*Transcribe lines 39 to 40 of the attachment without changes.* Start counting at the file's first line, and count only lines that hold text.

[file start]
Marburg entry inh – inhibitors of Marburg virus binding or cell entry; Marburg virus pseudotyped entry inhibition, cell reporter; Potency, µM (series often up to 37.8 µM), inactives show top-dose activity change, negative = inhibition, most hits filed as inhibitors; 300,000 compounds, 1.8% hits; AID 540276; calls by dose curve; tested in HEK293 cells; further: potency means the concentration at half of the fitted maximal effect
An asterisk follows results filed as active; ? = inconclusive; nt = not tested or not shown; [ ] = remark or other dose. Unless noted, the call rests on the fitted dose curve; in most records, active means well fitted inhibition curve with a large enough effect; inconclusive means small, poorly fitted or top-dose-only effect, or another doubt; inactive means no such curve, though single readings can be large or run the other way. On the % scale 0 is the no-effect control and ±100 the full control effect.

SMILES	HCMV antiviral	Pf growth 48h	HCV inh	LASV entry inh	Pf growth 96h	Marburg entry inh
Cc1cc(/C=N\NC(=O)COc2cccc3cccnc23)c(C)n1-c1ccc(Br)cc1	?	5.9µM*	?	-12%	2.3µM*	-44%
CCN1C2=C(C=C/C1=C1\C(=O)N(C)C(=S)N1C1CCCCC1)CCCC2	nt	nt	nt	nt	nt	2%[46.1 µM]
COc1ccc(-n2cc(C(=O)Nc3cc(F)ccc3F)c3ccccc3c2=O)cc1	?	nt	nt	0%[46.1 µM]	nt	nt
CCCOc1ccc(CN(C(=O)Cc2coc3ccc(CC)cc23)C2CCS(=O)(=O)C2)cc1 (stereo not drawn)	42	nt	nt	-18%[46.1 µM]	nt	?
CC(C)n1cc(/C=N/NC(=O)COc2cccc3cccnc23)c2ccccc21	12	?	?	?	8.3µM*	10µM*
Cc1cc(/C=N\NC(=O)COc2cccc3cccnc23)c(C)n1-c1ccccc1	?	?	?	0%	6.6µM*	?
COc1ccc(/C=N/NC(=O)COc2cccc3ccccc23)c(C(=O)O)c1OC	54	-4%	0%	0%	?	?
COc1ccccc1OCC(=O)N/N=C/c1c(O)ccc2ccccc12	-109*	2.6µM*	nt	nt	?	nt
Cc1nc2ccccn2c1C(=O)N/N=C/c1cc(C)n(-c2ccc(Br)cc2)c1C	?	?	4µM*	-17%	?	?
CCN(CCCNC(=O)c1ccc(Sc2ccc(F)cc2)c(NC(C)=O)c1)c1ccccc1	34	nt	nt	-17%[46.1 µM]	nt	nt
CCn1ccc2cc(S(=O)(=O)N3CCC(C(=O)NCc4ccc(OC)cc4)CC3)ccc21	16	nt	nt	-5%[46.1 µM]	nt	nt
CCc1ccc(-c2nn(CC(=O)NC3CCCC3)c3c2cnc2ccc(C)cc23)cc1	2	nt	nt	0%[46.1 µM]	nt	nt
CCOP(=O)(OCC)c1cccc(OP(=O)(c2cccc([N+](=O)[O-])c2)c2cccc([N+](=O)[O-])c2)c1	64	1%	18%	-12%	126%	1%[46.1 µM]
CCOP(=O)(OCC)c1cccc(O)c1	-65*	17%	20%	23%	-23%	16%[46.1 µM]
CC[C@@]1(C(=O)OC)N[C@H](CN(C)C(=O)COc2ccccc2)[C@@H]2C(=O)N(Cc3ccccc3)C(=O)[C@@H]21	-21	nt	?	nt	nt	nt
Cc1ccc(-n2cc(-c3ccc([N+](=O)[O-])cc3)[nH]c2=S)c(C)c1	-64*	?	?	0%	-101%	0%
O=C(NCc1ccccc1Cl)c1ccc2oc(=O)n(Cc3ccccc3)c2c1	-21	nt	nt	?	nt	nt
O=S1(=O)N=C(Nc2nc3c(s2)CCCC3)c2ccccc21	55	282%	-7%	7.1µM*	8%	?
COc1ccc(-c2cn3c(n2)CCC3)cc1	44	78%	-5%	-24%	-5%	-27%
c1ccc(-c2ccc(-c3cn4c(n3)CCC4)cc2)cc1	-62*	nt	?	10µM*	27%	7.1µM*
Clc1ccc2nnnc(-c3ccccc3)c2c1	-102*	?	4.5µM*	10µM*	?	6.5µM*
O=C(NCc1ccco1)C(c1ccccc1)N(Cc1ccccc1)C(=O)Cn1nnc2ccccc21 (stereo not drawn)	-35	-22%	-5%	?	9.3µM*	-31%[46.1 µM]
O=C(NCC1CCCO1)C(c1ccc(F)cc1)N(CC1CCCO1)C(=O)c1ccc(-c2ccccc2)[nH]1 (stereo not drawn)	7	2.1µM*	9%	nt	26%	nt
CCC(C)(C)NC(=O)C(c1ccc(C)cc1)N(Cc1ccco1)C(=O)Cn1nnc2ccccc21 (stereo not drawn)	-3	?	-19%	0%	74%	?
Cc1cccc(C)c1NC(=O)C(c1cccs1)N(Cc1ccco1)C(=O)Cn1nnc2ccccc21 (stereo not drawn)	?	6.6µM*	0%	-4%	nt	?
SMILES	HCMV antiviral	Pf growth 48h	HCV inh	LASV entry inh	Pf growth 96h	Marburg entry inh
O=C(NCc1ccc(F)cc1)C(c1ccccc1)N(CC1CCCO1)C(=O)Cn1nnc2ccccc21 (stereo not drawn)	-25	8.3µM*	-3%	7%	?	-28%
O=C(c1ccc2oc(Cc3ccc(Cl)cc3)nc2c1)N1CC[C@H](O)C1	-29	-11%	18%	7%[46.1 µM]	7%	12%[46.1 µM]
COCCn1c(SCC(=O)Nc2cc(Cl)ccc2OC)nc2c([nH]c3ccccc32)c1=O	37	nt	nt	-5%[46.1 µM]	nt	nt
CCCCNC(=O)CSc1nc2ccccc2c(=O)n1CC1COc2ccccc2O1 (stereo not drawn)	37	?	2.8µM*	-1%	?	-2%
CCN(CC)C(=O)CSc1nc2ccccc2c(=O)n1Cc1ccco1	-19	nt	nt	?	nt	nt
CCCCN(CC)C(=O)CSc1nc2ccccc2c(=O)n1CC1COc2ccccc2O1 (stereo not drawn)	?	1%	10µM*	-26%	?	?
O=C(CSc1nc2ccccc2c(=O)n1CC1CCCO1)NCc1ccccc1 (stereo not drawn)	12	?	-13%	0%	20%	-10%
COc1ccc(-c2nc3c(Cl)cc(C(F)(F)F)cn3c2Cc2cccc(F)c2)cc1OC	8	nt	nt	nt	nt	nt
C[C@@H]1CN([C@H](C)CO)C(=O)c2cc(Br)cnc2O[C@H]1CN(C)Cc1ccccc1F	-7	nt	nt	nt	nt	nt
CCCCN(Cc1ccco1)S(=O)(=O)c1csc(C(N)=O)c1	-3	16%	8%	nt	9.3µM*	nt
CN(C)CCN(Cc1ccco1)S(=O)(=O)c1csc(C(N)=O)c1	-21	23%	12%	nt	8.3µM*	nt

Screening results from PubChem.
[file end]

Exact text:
CCCCN(Cc1ccco1)S(=O)(=O)c1csc(C(N)=O)c1	-3	16%	8%	nt	9.3µM*	nt
CN(C)CCN(Cc1ccco1)S(=O)(=O)c1csc(C(N)=O)c1	-21	23%	12%	nt	8.3µM*	nt